And Geography. Someone REALLY should have given this author a map of England with a scale. I was amazed to discover that one character had considered walking from Pemberley (Derbyshire) to Portsmouth in a day. Mind you, seeing as Darcy and Elizabeth were able to journey by carriage from London to Pemberley in a day, this is perhaps not so astonishing. The geography went very haywire in the third part of the book, where after taking the carriage (rather than walking) to Portsmouth this character apparently travels half of the length of England NORTH to get to Dover. Obviously Linda Berdoll had the map held at 90 degrees when reading it, as well as awarding her horses superhuman speed and stamina in order to make these 2-3 day journeys happen in an afternoon. Most amazing of all, Lady Catherine de Bourgh has to leave home (Rosings Park, in Kent) before sunrise in order to arrive at Pemberley mid-morning. Wow. It would take me longer than that to drive from Kent to Derbyshire at 70mph with empty motorways so her horses and carriages must be true marvels. Perhaps it's mean of me to poke fun at these errors but they seriously detracted from the story to me - and they would be SO easy to check up on. Kent to Derbyshire is about 200 miles, and surely Berdoll could have found this out easily enough, had she bothered to look.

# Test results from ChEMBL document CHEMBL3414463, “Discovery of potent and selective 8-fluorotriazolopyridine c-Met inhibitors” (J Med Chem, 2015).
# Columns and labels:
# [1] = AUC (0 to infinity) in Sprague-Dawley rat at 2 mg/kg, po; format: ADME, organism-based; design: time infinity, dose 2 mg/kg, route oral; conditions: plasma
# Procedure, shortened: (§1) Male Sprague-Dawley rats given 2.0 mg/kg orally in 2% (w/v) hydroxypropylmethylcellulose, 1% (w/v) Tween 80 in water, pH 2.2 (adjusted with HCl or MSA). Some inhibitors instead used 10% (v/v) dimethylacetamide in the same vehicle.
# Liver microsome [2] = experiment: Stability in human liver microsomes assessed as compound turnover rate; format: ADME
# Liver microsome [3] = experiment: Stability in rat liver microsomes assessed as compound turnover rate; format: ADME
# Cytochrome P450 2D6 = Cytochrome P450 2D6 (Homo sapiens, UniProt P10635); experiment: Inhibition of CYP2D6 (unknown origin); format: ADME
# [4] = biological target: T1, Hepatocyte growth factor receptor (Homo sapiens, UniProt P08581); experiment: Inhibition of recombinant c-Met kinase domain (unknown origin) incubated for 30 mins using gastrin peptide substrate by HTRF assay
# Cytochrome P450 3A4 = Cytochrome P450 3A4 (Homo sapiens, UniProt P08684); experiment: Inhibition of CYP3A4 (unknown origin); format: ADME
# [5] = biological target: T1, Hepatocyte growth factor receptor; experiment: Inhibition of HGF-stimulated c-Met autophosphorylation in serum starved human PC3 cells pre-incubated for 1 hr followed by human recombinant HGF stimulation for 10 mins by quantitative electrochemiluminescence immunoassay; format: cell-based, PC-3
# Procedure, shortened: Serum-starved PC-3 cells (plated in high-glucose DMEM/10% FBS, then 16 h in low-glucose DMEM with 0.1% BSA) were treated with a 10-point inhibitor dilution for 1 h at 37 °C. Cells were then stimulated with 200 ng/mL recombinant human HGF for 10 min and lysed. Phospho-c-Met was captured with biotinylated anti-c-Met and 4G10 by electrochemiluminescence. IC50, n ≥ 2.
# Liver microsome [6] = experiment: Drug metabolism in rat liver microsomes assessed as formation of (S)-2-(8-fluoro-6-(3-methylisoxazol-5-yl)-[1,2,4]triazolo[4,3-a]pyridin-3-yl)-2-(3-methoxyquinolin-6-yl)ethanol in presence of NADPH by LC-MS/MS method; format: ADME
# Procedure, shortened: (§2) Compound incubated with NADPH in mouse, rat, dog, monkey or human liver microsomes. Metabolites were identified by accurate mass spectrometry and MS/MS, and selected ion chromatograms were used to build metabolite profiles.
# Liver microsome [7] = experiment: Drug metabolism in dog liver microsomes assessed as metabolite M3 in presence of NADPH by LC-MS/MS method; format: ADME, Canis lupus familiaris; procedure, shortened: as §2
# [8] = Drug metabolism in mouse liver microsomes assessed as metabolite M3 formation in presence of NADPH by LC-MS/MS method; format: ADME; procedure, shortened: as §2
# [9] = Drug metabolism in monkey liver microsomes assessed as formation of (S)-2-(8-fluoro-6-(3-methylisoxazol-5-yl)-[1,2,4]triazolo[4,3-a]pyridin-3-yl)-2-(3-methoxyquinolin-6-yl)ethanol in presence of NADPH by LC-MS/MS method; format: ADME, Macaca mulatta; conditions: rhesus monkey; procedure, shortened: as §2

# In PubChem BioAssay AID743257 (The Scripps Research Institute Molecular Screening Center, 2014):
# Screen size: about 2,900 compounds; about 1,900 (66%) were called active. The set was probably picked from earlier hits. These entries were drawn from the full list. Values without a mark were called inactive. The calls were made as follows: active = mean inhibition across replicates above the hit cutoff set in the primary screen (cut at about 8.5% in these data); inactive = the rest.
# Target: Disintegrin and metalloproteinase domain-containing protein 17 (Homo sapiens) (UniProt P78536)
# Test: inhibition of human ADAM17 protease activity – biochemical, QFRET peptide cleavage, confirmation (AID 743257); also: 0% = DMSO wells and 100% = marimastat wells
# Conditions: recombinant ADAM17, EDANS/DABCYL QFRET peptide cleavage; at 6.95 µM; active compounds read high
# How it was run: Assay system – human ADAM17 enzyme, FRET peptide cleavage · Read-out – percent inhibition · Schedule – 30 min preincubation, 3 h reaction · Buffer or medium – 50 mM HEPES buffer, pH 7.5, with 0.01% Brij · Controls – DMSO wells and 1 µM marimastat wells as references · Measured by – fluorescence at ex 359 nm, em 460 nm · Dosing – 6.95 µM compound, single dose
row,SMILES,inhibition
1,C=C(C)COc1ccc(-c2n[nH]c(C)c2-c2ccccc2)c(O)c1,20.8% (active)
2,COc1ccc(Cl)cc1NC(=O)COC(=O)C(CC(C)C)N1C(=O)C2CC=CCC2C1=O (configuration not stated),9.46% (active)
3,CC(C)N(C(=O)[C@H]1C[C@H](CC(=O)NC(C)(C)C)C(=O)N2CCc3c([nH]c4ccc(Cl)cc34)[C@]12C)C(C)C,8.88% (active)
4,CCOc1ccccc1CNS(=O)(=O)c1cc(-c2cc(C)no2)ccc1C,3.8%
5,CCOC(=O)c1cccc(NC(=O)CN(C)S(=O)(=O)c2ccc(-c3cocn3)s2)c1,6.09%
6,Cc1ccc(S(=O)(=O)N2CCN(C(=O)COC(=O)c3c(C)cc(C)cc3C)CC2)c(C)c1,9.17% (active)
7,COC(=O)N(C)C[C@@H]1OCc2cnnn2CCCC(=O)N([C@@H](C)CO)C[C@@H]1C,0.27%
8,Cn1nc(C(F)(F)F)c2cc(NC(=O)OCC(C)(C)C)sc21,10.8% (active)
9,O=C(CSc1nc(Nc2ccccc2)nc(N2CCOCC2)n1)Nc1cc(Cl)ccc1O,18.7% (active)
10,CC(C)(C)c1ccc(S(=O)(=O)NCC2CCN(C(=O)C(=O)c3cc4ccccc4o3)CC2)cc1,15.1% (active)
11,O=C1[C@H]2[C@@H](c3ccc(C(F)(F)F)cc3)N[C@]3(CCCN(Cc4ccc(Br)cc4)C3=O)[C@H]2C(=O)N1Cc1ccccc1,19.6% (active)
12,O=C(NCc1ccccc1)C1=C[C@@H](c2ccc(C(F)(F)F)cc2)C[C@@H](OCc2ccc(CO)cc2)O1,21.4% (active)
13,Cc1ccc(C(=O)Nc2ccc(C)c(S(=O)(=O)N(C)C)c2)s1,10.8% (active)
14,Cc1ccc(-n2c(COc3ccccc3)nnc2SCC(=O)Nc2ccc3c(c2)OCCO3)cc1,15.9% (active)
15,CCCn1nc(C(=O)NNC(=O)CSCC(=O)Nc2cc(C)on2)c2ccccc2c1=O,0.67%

And now on to the sex scenes. Well, they weren't as `bad' as I had expected. Of course Jane Austen didn't write about this kind of thing, no doubt partly because she never married. But this side of the book, although maybe a little tacky, does give you the fun aspect of the book. You also learn an amazing amount of euphemisms for body parts and sexual acts, although I'm not entirely sure how useful this knowledge is.

Berdoll introduces many new characters and these are fairly well done. It's what she does with the characters we know and love that is disappointing. Their morals and behaviour aren't as I expected them to be, knowing how Jane Austen left the story. I won't write any more as it would be a spoiler, but suffice it to say the "Mr Darcy Takes A Wife" characters are more earthy and, dare I say it, 21st century, than Jane Austen's characters.